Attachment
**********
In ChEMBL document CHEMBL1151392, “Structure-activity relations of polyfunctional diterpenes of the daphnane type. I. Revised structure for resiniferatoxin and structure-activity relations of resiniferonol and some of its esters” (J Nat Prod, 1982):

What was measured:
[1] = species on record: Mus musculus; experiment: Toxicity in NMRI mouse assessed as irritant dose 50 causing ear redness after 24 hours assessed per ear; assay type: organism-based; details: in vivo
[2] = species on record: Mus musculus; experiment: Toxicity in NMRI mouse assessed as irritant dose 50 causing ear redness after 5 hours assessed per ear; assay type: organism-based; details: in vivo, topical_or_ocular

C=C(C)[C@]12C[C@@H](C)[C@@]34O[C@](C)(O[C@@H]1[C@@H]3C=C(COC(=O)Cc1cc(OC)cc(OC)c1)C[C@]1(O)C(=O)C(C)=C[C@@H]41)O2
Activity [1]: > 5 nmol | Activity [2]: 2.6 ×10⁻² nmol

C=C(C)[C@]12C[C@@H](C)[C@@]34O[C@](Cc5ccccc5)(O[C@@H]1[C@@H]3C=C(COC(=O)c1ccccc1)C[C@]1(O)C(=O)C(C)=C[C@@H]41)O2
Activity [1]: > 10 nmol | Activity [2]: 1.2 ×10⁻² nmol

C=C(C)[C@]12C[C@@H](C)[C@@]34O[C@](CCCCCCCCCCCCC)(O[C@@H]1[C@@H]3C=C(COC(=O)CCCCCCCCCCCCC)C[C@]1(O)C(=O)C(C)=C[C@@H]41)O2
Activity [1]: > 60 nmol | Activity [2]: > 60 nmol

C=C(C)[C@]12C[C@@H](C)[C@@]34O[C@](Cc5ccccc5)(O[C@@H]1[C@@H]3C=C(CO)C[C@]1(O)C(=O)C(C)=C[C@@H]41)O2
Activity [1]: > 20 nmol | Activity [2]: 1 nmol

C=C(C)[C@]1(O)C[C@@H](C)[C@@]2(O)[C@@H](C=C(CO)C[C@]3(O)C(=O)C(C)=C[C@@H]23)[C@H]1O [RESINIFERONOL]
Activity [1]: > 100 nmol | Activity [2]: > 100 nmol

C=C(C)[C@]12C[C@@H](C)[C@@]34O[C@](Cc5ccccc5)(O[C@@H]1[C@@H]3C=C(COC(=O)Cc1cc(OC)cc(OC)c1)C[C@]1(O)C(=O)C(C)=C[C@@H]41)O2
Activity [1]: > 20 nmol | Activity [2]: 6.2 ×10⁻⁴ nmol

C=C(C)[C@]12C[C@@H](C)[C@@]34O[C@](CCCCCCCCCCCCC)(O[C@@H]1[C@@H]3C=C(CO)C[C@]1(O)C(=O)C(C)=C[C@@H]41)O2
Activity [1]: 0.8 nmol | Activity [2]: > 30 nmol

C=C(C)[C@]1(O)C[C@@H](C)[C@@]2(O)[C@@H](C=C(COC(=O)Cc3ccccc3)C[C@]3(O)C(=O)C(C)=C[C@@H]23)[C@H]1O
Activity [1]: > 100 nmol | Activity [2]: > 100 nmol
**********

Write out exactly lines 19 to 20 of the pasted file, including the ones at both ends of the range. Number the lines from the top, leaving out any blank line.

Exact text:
C=C(C)[C@]1(O)C[C@@H](C)[C@@]2(O)[C@@H](C=C(COC(=O)Cc3ccccc3)C[C@]3(O)C(=O)C(C)=C[C@@H]23)[C@H]1O
Activity [1]: > 100 nmol | Activity [2]: > 100 nmol